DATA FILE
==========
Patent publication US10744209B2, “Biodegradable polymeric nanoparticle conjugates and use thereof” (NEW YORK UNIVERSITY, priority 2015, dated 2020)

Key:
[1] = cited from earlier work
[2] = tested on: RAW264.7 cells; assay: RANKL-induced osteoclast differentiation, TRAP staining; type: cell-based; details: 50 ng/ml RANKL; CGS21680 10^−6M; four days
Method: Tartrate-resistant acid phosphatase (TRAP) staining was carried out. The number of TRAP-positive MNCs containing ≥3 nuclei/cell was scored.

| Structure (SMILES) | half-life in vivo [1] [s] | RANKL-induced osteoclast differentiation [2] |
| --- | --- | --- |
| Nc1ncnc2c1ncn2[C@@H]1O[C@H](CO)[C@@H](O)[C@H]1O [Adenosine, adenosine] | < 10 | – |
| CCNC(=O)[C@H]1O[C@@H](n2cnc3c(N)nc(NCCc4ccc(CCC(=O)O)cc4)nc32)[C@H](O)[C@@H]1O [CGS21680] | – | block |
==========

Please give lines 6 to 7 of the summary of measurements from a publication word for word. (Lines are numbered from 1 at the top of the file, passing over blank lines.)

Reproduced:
| Structure (SMILES) | half-life in vivo [1] [s] | RANKL-induced osteoclast differentiation [2] |
| --- | --- | --- |